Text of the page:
The dangerous rise of Russophobia

Western politicians’ attacks on Russians play directly into Putin’s hands.

Ella Whelan

Ella Whelan

Topics Politics UK USA World

Western leaders can’t seem to make their minds up about Russian president Vladimir Putin. On the one hand, they talk about him as a sequestered loner, making decisions from the end of his long table that neither the Ukrainian nor the Russian people support. On the other hand, Russian citizens living abroad are assumed to be loyal supporters of Putin’s regime. At least that seems to be the assumption behind the Russophobia that has been spilling out of some Western politicians’ and commentators’ mouths over the past week.

Last Thursday, Conservative MP Tom Tugendhat, chair of the House of Commons Foreign Affairs Select Committee, called on the UK government to ‘expel Russian citizens, all of them’ to ‘defend our interests, to defend the British people, and to defend our international partners’.

Echoing his colleague’s inflammatory rhetoric, Conservative MP Roger Gale took to the airwaves this week to say that all Russians should be expelled from the UK. ‘We should… send everybody home’, he told talkRADIO. Gale acknowledged that this would mean the ‘good and honest and decent Russians in this country’ would end up as collateral damage. But such a move was still necessary, he said, to ‘send a very harsh message through the Russian people to Putin’.

There have been similar noises made in the US, too. Democratic congressman Eric Swalwell told his colleagues last week that the US government should think about ‘kicking every Russian student out of the United States’. Following some serious pushback, Swalwell toned his proposal down a notch, suggesting that the US simply ‘send home oligarchs’ kids’ who hold student visas.

The idea that ordinary Russians are the enemy within is already having serious consequences. Some Russian artists working in the West who fail to denounce Putin’s actions (or do not denounce them strongly enough) are being blacklisted. World-famous conductor Valery Gergiev was fired from his role as chief conductor of the Munich Philharmonic Orchestra this week, after he refused to contradict what his management described as his ‘long-expressed support’ for Putin’s regime. Other organisations have postponed planned events involving Gergiev or have announced that they are terminating their contracts with him.

The Bavarian State Opera has similarly cancelled its planned events featuring Russian soprano Anna Netrebko – despite the fact that Netrebko has expressed her opposition to the Russian invasion of Ukraine on social media. The issue seems to be her past support for Putin and pro-Russian separatists in the Donbas. In 2014, she was pictured posing with a Russian flag in Donetsk – one of the breakaway regions in south-eastern Ukraine – alongside separatist leader Oleg Tsarev. She also donated one million rubles to support the Donetsk opera and ballet theatre. After New York’s Metropolitan Opera announced that it would no longer ‘engage with artists or institutions that support Putin or are supported by him’, Netrebko, feeling the pressure, cancelled all her upcoming concerts.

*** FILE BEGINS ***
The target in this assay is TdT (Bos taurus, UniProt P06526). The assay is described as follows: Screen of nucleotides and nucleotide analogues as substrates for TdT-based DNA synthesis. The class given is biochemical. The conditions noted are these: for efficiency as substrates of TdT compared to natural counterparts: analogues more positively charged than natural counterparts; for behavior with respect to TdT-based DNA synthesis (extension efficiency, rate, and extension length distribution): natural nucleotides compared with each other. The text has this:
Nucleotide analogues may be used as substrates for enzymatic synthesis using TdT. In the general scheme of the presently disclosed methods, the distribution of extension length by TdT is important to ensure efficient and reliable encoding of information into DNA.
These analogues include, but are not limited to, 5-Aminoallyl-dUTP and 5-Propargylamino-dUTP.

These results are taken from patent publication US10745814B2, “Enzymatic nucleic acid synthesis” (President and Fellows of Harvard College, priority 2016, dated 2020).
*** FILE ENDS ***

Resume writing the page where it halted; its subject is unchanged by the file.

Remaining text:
As the Independent’s veteran Middle East correspondent, Patrick Cockburn, pointed out last week, Russophobia is a longstanding Western affliction. Indeed, the word ‘jingoism’ derives from an anti-Russian song that was popular in British music halls during the Russo-Turkic war of the 1870s. In 1964 Bob Dylan sang about an America in which he ‘learned to hate the Russians’.

Of course, disgust at Putin’s actions is understandable. But we cannot let this slip into hatred for ordinary Russians. Not only is it unjust and racist to mistreat Russian people who have played no role in the Kremlin’s assault on Ukrainian sovereignty – it also plays into Putin’s hands.

Speaking at a UN Human Rights Council meeting on Tuesday, Russian foreign minister Sergei Lavrov accused the EU of engaging in a ‘Russophobic frenzy’ by sending weapons to support Ukrainians. Here Lavrov made no distinction between Western actions to hobble the Russian state and a hatred for Russian citizens. What this shows is that it is in the Kremlin’s interest for Putin’s regime to appear synonymous with the Russian people.

Many Russians living in the West have made the decision to reject Putin’s politics. Some are here because they have fled from his authoritarian regime, which has been known to ‘disappear’ critics of the Russian state. Yet Western jingoists would treat even these Russians as Putin loyalists on the basis of their nationality alone.

And what message does all of this send to Russians in their home country? We have seen enormous domestic opposition to the invasion of Ukraine in the past week or so – not least because many ordinary Russian and Ukrainian citizens regard each other as family or have strong ties. Thousands of Russian citizens have been willing to risk arrest and police brutality by flooding into town squares to condemn Putin’s actions. Their pleas ought to be echoed around the world.

If we want to encourage solidarity with the Russians who oppose Putin’s brutal assault on freedom, we must put a stop to the xenophobia aimed at Russian people in the West.

Ella Whelan is a spiked columnist and the author of What Women Want: Fun, Freedom and an End to Feminism.

Picture by: Getty.

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Topics Politics UK USA World


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